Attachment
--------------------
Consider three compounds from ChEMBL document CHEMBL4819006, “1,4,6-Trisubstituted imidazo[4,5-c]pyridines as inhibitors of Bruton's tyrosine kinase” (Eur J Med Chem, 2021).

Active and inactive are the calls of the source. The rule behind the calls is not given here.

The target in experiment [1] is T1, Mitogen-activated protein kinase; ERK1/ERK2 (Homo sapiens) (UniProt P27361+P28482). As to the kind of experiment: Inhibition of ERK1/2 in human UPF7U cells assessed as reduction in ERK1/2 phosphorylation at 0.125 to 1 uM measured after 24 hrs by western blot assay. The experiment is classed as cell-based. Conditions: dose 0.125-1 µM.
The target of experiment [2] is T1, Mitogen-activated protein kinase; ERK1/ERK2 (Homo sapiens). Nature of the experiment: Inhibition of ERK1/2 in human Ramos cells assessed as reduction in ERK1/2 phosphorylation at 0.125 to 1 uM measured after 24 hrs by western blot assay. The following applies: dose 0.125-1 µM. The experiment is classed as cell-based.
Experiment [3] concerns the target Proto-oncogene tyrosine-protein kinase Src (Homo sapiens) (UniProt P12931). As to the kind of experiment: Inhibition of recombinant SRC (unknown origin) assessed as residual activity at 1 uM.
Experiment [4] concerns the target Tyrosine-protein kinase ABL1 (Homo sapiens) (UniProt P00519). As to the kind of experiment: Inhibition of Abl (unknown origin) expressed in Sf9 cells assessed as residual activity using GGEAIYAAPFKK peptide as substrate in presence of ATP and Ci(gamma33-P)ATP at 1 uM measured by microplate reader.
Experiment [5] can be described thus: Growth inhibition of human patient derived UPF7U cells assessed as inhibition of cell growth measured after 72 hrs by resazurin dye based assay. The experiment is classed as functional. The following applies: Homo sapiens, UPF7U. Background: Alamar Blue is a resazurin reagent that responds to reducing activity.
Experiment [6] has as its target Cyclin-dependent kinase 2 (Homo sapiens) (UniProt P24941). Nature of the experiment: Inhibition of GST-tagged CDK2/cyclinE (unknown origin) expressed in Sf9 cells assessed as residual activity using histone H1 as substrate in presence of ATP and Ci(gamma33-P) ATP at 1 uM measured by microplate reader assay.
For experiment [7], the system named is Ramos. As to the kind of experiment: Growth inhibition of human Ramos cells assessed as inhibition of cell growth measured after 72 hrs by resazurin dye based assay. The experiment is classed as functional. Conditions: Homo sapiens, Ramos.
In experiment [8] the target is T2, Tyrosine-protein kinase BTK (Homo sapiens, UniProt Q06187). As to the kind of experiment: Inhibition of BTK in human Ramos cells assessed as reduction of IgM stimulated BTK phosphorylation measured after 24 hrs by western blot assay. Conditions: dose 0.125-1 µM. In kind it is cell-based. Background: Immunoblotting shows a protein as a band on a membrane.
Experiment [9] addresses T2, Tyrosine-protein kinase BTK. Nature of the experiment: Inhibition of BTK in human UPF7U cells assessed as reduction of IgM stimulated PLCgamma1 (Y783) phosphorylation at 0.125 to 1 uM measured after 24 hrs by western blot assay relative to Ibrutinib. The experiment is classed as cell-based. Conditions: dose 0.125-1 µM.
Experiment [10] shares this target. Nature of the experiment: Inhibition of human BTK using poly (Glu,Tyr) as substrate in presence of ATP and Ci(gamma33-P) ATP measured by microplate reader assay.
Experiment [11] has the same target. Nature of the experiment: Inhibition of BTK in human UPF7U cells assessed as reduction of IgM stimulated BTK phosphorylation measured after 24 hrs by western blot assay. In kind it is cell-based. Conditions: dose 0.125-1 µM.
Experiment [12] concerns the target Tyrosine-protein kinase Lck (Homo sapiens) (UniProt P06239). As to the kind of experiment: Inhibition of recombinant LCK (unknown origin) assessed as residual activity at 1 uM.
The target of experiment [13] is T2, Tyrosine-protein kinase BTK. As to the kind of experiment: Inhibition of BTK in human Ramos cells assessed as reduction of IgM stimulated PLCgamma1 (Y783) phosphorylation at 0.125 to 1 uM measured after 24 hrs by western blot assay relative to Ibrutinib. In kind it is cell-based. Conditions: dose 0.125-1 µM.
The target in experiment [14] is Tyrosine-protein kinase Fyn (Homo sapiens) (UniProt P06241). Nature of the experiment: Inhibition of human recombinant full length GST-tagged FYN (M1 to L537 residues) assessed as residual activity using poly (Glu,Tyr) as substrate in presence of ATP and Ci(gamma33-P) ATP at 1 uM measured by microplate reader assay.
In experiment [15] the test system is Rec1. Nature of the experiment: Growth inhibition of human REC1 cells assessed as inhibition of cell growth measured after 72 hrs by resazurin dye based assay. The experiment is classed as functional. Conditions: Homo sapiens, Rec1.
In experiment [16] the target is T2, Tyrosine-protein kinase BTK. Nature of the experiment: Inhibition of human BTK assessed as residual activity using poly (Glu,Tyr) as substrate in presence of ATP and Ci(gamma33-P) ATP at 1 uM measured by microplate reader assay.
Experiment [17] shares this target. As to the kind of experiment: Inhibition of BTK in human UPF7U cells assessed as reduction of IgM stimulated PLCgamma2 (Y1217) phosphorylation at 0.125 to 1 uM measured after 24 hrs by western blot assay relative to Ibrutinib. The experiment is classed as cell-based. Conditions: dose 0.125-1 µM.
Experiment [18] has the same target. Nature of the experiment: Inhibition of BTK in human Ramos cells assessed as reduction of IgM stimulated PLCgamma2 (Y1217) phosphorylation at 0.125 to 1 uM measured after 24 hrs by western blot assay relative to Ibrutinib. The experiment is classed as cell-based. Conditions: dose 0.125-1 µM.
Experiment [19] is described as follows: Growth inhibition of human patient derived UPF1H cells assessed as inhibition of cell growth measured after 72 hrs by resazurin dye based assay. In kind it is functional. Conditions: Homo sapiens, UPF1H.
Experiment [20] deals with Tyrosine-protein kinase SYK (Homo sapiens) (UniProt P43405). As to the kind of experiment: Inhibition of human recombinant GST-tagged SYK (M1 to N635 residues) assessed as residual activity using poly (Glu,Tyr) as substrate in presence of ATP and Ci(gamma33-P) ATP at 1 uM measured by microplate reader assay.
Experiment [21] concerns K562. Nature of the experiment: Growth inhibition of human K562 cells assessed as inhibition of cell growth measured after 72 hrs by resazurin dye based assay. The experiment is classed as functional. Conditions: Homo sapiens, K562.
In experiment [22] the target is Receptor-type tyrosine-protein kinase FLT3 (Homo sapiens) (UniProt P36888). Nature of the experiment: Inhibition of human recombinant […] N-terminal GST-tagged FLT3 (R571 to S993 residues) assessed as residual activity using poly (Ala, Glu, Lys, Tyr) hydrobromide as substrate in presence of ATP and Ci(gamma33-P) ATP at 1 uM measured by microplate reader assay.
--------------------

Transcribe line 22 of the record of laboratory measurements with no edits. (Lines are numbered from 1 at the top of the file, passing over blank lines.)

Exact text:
Experiment [20] deals with Tyrosine-protein kinase SYK (Homo sapiens) (UniProt P43405). As to the kind of experiment: Inhibition of human recombinant GST-tagged SYK (M1 to N635 residues) assessed as residual activity using poly (Glu,Tyr) as substrate in presence of ATP and Ci(gamma33-P) ATP at 1 uM measured by microplate reader assay.